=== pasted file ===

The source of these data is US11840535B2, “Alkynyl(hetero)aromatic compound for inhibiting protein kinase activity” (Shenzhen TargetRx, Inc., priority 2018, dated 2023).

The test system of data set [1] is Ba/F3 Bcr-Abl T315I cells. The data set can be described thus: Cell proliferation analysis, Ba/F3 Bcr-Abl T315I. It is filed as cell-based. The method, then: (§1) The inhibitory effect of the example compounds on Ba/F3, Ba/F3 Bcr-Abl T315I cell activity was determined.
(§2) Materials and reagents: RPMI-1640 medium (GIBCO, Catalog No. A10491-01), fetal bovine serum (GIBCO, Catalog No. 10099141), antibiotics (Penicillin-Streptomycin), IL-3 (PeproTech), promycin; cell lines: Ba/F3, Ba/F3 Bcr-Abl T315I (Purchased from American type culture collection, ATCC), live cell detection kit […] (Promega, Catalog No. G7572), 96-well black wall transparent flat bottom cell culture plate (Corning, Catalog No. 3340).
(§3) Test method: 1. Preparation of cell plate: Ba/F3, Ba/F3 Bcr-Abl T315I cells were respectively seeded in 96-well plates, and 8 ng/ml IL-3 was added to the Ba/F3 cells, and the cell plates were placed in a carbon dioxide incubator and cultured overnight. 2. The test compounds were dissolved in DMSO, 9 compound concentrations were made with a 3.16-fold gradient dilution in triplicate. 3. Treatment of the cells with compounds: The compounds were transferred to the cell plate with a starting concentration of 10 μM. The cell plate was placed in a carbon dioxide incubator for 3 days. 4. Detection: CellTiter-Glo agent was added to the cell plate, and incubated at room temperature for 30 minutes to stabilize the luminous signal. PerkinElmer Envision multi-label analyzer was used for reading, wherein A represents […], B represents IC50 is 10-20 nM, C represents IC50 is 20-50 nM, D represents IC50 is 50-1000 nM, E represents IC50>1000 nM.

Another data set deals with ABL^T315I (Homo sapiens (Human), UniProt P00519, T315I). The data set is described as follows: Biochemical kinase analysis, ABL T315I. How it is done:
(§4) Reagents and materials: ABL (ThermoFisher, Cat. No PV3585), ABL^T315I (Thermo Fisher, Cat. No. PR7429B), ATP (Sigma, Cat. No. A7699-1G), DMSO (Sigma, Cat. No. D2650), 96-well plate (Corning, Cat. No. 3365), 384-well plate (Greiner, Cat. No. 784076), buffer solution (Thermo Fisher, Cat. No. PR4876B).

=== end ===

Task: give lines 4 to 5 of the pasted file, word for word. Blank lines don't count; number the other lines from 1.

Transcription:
(§3) Test method: 1. Preparation of cell plate: Ba/F3, Ba/F3 Bcr-Abl T315I cells were respectively seeded in 96-well plates, and 8 ng/ml IL-3 was added to the Ba/F3 cells, and the cell plates were placed in a carbon dioxide incubator and cultured overnight. 2. The test compounds were dissolved in DMSO, 9 compound concentrations were made with a 3.16-fold gradient dilution in triplicate. 3. Treatment of the cells with compounds: The compounds were transferred to the cell plate with a starting concentration of 10 μM. The cell plate was placed in a carbon dioxide incubator for 3 days. 4. Detection: CellTiter-Glo agent was added to the cell plate, and incubated at room temperature for 30 minutes to stabilize the luminous signal. PerkinElmer Envision multi-label analyzer was used for reading, wherein A represents […], B represents IC50 is 10-20 nM, C represents IC50 is 20-50 nM, D represents IC50 is 50-1000 nM, E represents IC50>1000 nM.

Another data set deals with ABL^T315I (Homo sapiens (Human), UniProt P00519, T315I). The data set is described as follows: Biochemical kinase analysis, ABL T315I. How it is done: